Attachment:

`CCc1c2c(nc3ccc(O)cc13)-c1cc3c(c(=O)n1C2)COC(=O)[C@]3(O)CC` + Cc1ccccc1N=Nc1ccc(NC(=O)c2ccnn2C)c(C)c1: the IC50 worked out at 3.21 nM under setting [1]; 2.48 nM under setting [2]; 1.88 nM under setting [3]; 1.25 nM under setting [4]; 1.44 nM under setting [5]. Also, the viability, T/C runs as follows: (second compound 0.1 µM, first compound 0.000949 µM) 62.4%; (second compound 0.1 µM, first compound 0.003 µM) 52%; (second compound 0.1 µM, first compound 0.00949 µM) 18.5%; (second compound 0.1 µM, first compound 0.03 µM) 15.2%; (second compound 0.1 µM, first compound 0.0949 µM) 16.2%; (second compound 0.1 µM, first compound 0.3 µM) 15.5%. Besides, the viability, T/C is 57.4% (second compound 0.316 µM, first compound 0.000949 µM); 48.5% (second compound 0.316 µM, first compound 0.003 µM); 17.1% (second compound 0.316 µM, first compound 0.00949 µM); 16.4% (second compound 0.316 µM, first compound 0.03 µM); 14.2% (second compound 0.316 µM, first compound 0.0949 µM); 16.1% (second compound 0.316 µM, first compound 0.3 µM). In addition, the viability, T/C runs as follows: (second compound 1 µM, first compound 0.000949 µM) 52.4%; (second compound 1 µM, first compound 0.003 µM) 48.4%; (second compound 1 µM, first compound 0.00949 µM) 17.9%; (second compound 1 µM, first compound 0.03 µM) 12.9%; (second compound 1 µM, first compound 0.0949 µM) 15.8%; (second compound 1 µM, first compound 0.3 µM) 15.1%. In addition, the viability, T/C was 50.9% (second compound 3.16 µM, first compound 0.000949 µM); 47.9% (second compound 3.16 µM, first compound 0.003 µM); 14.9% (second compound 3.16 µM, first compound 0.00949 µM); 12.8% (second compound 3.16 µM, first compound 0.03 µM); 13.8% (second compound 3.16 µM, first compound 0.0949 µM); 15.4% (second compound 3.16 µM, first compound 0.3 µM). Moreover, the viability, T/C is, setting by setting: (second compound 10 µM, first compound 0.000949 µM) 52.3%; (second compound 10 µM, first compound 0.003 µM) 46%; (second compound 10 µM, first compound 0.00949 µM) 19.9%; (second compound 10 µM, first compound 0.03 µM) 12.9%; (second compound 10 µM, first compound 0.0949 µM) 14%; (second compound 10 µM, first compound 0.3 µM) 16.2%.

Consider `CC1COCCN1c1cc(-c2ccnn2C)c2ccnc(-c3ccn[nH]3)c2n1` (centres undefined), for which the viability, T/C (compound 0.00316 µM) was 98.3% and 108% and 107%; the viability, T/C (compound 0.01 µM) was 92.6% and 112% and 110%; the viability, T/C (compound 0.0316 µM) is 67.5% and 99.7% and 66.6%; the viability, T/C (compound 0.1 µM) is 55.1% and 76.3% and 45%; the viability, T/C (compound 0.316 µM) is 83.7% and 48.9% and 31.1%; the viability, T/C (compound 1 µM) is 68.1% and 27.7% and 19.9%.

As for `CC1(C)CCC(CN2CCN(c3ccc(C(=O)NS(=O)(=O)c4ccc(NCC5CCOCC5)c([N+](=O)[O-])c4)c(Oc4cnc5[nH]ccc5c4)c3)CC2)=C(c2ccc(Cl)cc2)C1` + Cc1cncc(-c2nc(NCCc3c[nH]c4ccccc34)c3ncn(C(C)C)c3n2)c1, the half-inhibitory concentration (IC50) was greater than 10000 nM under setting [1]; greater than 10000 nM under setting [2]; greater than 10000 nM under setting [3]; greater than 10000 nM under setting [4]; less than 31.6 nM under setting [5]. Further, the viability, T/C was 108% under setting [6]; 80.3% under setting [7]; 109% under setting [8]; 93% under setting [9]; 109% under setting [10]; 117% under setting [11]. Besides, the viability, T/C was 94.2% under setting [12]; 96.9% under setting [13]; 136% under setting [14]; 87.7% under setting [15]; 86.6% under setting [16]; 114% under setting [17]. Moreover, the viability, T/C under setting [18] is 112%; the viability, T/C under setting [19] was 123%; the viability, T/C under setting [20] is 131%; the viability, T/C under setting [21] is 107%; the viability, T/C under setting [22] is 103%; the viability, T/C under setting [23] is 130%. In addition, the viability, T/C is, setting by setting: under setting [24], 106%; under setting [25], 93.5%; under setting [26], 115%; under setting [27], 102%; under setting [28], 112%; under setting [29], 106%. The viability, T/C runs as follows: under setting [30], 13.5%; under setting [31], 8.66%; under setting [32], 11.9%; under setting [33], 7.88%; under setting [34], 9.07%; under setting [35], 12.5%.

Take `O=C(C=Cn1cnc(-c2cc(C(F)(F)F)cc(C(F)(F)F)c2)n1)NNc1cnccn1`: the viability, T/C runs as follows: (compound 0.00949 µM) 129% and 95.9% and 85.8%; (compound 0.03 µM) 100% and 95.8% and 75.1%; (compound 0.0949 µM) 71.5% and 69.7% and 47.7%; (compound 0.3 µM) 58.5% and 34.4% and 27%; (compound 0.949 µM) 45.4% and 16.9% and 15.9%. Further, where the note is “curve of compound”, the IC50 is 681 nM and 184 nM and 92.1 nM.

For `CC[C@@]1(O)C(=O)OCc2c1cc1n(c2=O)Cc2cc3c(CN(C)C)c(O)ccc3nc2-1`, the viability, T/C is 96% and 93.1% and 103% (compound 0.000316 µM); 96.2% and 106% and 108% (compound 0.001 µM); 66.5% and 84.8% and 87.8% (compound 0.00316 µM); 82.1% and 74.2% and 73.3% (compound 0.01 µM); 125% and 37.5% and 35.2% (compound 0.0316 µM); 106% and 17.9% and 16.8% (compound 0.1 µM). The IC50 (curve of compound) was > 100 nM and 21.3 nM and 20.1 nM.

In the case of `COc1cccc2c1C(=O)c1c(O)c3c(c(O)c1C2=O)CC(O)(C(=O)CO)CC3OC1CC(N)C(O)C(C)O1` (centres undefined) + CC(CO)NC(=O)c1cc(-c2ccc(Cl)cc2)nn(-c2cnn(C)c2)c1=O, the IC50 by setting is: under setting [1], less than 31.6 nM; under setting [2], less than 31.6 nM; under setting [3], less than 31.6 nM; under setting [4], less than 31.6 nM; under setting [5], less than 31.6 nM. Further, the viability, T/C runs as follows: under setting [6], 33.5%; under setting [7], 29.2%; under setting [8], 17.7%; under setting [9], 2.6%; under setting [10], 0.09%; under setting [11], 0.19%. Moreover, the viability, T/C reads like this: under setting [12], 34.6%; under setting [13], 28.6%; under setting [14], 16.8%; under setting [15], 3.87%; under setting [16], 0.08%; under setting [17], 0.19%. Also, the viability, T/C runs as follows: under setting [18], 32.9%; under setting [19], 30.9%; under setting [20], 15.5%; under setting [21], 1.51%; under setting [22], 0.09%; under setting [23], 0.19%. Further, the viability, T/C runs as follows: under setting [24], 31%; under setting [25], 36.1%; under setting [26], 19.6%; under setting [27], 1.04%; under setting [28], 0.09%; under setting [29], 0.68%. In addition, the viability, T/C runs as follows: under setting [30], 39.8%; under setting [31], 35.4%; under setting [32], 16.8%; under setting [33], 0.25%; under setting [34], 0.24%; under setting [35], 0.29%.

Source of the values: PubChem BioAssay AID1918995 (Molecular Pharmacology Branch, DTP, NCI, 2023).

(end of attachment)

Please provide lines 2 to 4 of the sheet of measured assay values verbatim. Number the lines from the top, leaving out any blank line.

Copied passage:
Consider `CC1COCCN1c1cc(-c2ccnn2C)c2ccnc(-c3ccn[nH]3)c2n1` (centres undefined), for which the viability, T/C (compound 0.00316 µM) was 98.3% and 108% and 107%; the viability, T/C (compound 0.01 µM) was 92.6% and 112% and 110%; the viability, T/C (compound 0.0316 µM) is 67.5% and 99.7% and 66.6%; the viability, T/C (compound 0.1 µM) is 55.1% and 76.3% and 45%; the viability, T/C (compound 0.316 µM) is 83.7% and 48.9% and 31.1%; the viability, T/C (compound 1 µM) is 68.1% and 27.7% and 19.9%.

As for `CC1(C)CCC(CN2CCN(c3ccc(C(=O)NS(=O)(=O)c4ccc(NCC5CCOCC5)c([N+](=O)[O-])c4)c(Oc4cnc5[nH]ccc5c4)c3)CC2)=C(c2ccc(Cl)cc2)C1` + Cc1cncc(-c2nc(NCCc3c[nH]c4ccccc34)c3ncn(C(C)C)c3n2)c1, the half-inhibitory concentration (IC50) was greater than 10000 nM under setting [1]; greater than 10000 nM under setting [2]; greater than 10000 nM under setting [3]; greater than 10000 nM under setting [4]; less than 31.6 nM under setting [5]. Further, the viability, T/C was 108% under setting [6]; 80.3% under setting [7]; 109% under setting [8]; 93% under setting [9]; 109% under setting [10]; 117% under setting [11]. Besides, the viability, T/C was 94.2% under setting [12]; 96.9% under setting [13]; 136% under setting [14]; 87.7% under setting [15]; 86.6% under setting [16]; 114% under setting [17]. Moreover, the viability, T/C under setting [18] is 112%; the viability, T/C under setting [19] was 123%; the viability, T/C under setting [20] is 131%; the viability, T/C under setting [21] is 107%; the viability, T/C under setting [22] is 103%; the viability, T/C under setting [23] is 130%. In addition, the viability, T/C is, setting by setting: under setting [24], 106%; under setting [25], 93.5%; under setting [26], 115%; under setting [27], 102%; under setting [28], 112%; under setting [29], 106%. The viability, T/C runs as follows: under setting [30], 13.5%; under setting [31], 8.66%; under setting [32], 11.9%; under setting [33], 7.88%; under setting [34], 9.07%; under setting [35], 12.5%.

Take `O=C(C=Cn1cnc(-c2cc(C(F)(F)F)cc(C(F)(F)F)c2)n1)NNc1cnccn1`: the viability, T/C runs as follows: (compound 0.00949 µM) 129% and 95.9% and 85.8%; (compound 0.03 µM) 100% and 95.8% and 75.1%; (compound 0.0949 µM) 71.5% and 69.7% and 47.7%; (compound 0.3 µM) 58.5% and 34.4% and 27%; (compound 0.949 µM) 45.4% and 16.9% and 15.9%. Further, where the note is “curve of compound”, the IC50 is 681 nM and 184 nM and 92.1 nM.